Movies like How to Talk to Girls at Parties are aimed at people like me (or people who are like me, but 10 years younger): Punks, weirdos, kids with dyed hair, heroic goths wearing all black on a hot summer day, teens making an argument for wearing combat boots to a wedding. I am you. Or, I was you.

I’m protective of punk, though I came to it in the ’90s. I never owned a studded belt, but I’ve moshed and fought and stood on cars. I forgot to put my facial piercings back in after work, but you can still see their scars. I don’t know what the experience of being a young male punk is like, but it seems like maybe I should at this point, because that’s the perspective we always seem to get. What’s life like for this one regular punk guy? If you still don’t know—if SLC Punk, Rude Boy, or Trainspotting didn’t tell you—then How to Talk to Girls at Parties is here to tell you again.

How to Talk to Girls at Parties is also a bland disappointment, because it sounds so good in theory: It’s a cosmic alignment of director John Cameron Mitchell (Hedwig and the Angry Inch, Shortbus), actress Elle Fanning, and Xiu Xiu musician Jamie Stewart—all of whom converge to make a film adaptation of a Neil Gaiman short story. That sounds fun, weird, and like it’s probably very sexy.

How to Talk to Girls at Parties is a bland disappointment, because it sounds so good in theory.

Alas, we experience How to Talk to Girls from the perspective of another middle-ish income, regular punk guy Enn (Alex Sharp), a non-person of a character. Enn goes to shows with a couple friends (one is taller and more aggressive than he is, one is shorter and more sensitive), and while trying to find an after party, they stumble upon a noisy, artsy gathering of what turns out to be a group of alien tourists. Zan (Fanning) is one of them, and Enn convinces her to leave her tour group and learn about “the punk” with him. There’s an implied handjob, and from there on out, it’s Enn’s job to spout punk clichés in an attempt to explain rebellion to his new girlfriend Zan.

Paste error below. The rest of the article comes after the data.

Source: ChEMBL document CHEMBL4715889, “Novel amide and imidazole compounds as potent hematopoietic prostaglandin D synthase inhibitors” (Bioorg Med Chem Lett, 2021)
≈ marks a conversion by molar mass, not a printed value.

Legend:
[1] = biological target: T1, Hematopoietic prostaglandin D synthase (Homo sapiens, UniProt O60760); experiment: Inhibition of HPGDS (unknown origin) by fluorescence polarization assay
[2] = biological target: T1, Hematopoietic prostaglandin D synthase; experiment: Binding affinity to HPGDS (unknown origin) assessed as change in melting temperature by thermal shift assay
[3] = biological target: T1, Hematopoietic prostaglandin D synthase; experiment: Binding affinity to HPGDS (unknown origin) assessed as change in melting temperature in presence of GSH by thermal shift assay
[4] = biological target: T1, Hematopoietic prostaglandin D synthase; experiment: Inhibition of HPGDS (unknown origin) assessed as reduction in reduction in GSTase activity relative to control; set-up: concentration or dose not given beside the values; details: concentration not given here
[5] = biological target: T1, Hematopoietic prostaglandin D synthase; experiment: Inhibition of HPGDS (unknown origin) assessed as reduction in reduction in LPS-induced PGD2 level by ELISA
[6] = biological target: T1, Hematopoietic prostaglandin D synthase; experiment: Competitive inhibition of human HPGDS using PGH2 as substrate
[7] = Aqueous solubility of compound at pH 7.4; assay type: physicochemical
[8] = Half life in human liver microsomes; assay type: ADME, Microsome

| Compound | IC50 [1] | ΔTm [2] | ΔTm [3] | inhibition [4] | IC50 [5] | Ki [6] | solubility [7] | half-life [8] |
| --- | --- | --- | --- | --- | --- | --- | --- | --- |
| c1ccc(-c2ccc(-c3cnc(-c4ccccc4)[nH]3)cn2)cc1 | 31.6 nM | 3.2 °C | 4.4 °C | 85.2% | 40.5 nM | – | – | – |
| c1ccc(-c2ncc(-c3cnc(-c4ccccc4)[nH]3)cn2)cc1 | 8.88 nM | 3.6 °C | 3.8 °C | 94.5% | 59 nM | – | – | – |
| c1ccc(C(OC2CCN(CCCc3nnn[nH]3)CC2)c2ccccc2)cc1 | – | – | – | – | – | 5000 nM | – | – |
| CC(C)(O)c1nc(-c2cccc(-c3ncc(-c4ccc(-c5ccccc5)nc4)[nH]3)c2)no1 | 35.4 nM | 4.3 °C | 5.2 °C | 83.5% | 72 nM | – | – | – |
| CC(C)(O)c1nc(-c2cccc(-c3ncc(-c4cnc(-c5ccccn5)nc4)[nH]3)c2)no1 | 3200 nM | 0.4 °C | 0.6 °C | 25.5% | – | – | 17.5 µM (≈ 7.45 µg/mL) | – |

Oh, and Nicole Kidman’s here too? She’s flat-out unbelievable as a punk counterculture artist (she’s Nicole Kidman), but when she lets her regular Nicole Kidman shine through, I was pleased to have her around—it’s impossible not to enjoy that particular thrill Kidman brings to the spine when she speaks with authority. Still, there’s something glib and offensive about her makeover of Zan, which transforms the innocent alien into a spotlight-ready punk singer. The supposedly improvised musical number that follows is the film’s most embarrassing low point.

None of this is Neil Gaiman’s fault. Gaiman’s 2006 story ends with a noise show/art party. There’s no teaching Zan about rebellion, there’s no makeover, and there’s probably a reason the film immediately declines in quality once it goes off-book.

John Cameron Mitchell’s subtle, comedic touches still dot the film, like the physical comedy of several dozen alien tourists tromping around in full-body Union Jack ponchos. This kind of stuff might fool you into continuing to stick around for a few more scenes, hoping the film will turn around. But How to Talk to Girls just continues to slide downhill at a steady pace. It’s like being in a slowly deflating bouncy castle: The expectation for bouncing is great, but the reality is increasingly hard, flat earth.